March 08 2022
How a Fashion Accessories Line Provided Jobs and 25 Million Gallons of Fresh Water to People of Haiti

In celebration of International Women’s Month, we are talking to women our partner industries that inspire us and whose work or companies help build other women (or those who identify themselves as women) up. 

To kick this series off, we’re interviewing Birgit Grossmann, the CEO of SIMBI.  SIMBI is a high-quality, handcrafted accessory and fashion line recognized as much for its cool beach and surf style as it is for purifying water and transforming the everyday lives of Haitian people. 

Macala: You created Simbi in 2013 after seeing the devastating effects of natural disasters on the country. How did starting a socially conscious retail company help the residents of Haiti? 

Birgit Grossmann: It provided both purpose and hope to Haitians – and ourselves. Sustainable jobs, a good product, and the sales that followed, allowed us to give back to address another key problem: clean water. 

 Macala: What products did you start with in order to help build Simbi? 

BG: It may sound silly, but as a tennis player for years and as always having long hair, I was never without a standard hair band or two on my wrist – and I sleep in them! One night, after the earthquake, I had a dream while wearing a hair tie, about a less damaging product that would look more stylish on the wrist – and that I could have them made in Haiti, and support Haiti, while immediately helping fight the cholera epidemic with clean water. 

Macala: Over the last eight years, how has creating the additional products such as scrunchies and multiple lines of jewelry helped the Haitian residents that make the products? 

BG: Each product requires more jobs, new skills and allows us to provide even more training, higher wages, child care, and a richer work/life balance and robust work “package”. 

Macala: Why is it important to elevate consumer perception of Haiti? 

 BG: What makes us special is that our main objective is to elevate Haiti’s reputation. We want to change that and not only show the world what Haiti has to offer, but bring sustainable jobs and help those in need at the same time. We do not see ourselves as a charity, but as an ethical enterprise ready to help and support our domestic community (customers) and international community (makers in Haiti). 

 Macala: How does SIMBI’s efforts support the efforts of Aqua Haiti, the non-profit you created to help supply and distribute clean water to the people of Haiti? 

 BG: An estimated 70% of Haiti’s population lack access to clean water (WHO, 2016) and Haiti has the lowest rates of access to improved water and sanitation infrastructure in the western hemisphere (ASTMH, 2014). It was important to us. To date, we’ve supplied 25,000,000 gallons of freshwater to the people of Haiti.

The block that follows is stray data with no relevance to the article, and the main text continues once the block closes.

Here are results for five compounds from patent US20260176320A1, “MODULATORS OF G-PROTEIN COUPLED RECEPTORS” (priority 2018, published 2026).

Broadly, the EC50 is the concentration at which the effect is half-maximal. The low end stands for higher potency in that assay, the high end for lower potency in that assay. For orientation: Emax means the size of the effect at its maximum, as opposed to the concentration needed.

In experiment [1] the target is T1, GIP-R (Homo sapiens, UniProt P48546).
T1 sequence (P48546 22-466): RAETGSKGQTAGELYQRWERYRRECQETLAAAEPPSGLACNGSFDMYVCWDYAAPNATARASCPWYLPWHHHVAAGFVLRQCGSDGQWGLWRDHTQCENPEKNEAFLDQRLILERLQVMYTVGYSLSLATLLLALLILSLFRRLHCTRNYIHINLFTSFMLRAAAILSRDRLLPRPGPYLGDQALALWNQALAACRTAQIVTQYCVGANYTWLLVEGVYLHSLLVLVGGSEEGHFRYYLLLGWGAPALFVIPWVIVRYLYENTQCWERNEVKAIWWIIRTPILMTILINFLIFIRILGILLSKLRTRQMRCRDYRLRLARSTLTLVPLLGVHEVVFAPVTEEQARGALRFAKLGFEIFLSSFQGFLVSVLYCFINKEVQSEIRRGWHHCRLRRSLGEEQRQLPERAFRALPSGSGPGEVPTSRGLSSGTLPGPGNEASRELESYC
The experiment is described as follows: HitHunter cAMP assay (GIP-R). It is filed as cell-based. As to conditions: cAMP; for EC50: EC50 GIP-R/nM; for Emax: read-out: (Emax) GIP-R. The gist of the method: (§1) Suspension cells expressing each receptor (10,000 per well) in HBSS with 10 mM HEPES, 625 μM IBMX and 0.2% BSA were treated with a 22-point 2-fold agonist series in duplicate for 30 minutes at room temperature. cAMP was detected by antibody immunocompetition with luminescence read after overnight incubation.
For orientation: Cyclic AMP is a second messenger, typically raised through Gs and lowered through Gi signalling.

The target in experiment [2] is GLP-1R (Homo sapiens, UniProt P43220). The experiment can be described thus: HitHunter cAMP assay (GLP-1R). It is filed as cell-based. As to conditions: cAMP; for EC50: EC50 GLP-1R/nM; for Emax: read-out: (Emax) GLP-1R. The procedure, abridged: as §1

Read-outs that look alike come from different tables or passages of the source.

Macala: What sort of education does SIMBI provide for its makers? 

BG: We assist with and facilitate job skills training, reading and writing in a more “business” sense, grammar and financial responsibility. We also offer assistance with documentation to become job-ready, aiding in acquiring the necessary tools and resources to secure a future job.

Macala: As SIMBI has grown, what role has e-commerce played in growing your business?  

BG: As a new brand in the industry, it helped propel us quickly and more efficiently into the market and spread our mission to many caring customers.

Macala: On the wholesale side of your business, what role have trade shows played in growing the number of retail stores that carry your products?  

BG: Well, our booth not only “looks” like Haiti – but it allows my team and me to maybe show, and relay, a different narrative that people have of Haiti. The country is full of color, art, music, joy, natural beauty, and vibrancy despite all that she has had to manage. We’re almost like ambassadors. 

 Macala: How do Elastic help you successfully manage wholesale business? 

BG: Ease of access to our catalogs and product offerings helps us distribute our mission all over the world to our retailers. 

 Macala: When it comes to using technology to manage your business, what is one piece of advice you’d give other brands? 

BG: Have a good and present IT person

 Macala: How can our readers find you?  

BG: Just holler! You can also find me on LinkedIn

Learn more about SIMBI’s jewelry and accessories or get involved with their efforts.




About The Author:

Macala Rose Wright is a writer and researcher who specializes in health, wellness, food, and farming. Her expertise has been published in the New York Times, Wall Street Journal, San Francisco Chronicle, and many more publications. When she’s not writing about consumer behavior, she can be found exploring mindful living or in the pasture with her horses. You can follow her on Instagram @Macala or


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